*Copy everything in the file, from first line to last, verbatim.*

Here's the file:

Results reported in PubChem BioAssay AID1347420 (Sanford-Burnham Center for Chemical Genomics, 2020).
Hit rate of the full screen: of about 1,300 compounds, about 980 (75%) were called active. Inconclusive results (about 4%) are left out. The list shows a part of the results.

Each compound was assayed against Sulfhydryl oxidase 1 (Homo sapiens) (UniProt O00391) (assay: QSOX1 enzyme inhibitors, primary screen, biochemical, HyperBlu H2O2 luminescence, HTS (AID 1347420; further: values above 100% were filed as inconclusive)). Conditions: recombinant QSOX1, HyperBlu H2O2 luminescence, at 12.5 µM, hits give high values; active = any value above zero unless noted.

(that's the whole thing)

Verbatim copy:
Results reported in PubChem BioAssay AID1347420 (Sanford-Burnham Center for Chemical Genomics, 2020).
Hit rate of the full screen: of about 1,300 compounds, about 980 (75%) were called active. Inconclusive results (about 4%) are left out. The list shows a part of the results.

Each compound was assayed against Sulfhydryl oxidase 1 (Homo sapiens) (UniProt O00391) (assay: QSOX1 enzyme inhibitors, primary screen, biochemical, HyperBlu H2O2 luminescence, HTS (AID 1347420; further: values above 100% were filed as inconclusive)). Conditions: recombinant QSOX1, HyperBlu H2O2 luminescence, at 12.5 µM, hits give high values; active = any value above zero unless noted.